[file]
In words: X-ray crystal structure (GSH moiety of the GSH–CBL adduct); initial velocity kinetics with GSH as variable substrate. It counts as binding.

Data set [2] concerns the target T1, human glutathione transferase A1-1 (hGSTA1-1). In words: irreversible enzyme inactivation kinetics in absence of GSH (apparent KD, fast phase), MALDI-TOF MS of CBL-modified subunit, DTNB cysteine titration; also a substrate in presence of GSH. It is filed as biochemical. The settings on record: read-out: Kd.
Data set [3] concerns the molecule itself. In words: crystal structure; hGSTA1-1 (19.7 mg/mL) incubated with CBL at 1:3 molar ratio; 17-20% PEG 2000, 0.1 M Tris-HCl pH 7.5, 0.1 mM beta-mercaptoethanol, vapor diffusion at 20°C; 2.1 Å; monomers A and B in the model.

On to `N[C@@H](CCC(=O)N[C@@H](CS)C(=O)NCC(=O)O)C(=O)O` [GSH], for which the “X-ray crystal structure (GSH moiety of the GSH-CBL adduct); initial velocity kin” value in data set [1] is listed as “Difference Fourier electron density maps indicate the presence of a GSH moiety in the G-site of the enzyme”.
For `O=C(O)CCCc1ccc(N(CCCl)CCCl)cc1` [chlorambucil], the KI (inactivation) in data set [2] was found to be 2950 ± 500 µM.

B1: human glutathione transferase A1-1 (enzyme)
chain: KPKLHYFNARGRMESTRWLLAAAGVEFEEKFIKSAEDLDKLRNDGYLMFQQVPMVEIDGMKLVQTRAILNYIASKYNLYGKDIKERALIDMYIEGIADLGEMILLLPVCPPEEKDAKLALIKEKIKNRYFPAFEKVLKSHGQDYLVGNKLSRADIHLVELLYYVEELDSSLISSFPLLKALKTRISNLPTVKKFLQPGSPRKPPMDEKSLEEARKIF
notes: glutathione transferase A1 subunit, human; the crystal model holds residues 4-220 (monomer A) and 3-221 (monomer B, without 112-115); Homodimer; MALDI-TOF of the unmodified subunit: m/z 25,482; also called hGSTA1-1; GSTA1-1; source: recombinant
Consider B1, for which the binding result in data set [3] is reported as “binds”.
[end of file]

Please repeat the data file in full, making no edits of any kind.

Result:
In words: X-ray crystal structure (GSH moiety of the GSH–CBL adduct); initial velocity kinetics with GSH as variable substrate. It counts as binding.

Data set [2] concerns the target T1, human glutathione transferase A1-1 (hGSTA1-1). In words: irreversible enzyme inactivation kinetics in absence of GSH (apparent KD, fast phase), MALDI-TOF MS of CBL-modified subunit, DTNB cysteine titration; also a substrate in presence of GSH. It is filed as biochemical. The settings on record: read-out: Kd.
Data set [3] concerns the molecule itself. In words: crystal structure; hGSTA1-1 (19.7 mg/mL) incubated with CBL at 1:3 molar ratio; 17-20% PEG 2000, 0.1 M Tris-HCl pH 7.5, 0.1 mM beta-mercaptoethanol, vapor diffusion at 20°C; 2.1 Å; monomers A and B in the model.

On to `N[C@@H](CCC(=O)N[C@@H](CS)C(=O)NCC(=O)O)C(=O)O` [GSH], for which the “X-ray crystal structure (GSH moiety of the GSH-CBL adduct); initial velocity kin” value in data set [1] is listed as “Difference Fourier electron density maps indicate the presence of a GSH moiety in the G-site of the enzyme”.
For `O=C(O)CCCc1ccc(N(CCCl)CCCl)cc1` [chlorambucil], the KI (inactivation) in data set [2] was found to be 2950 ± 500 µM.

B1: human glutathione transferase A1-1 (enzyme)
chain: KPKLHYFNARGRMESTRWLLAAAGVEFEEKFIKSAEDLDKLRNDGYLMFQQVPMVEIDGMKLVQTRAILNYIASKYNLYGKDIKERALIDMYIEGIADLGEMILLLPVCPPEEKDAKLALIKEKIKNRYFPAFEKVLKSHGQDYLVGNKLSRADIHLVELLYYVEELDSSLISSFPLLKALKTRISNLPTVKKFLQPGSPRKPPMDEKSLEEARKIF
notes: glutathione transferase A1 subunit, human; the crystal model holds residues 4-220 (monomer A) and 3-221 (monomer B, without 112-115); Homodimer; MALDI-TOF of the unmodified subunit: m/z 25,482; also called hGSTA1-1; GSTA1-1; source: recombinant
Consider B1, for which the binding result in data set [3] is reported as “binds”.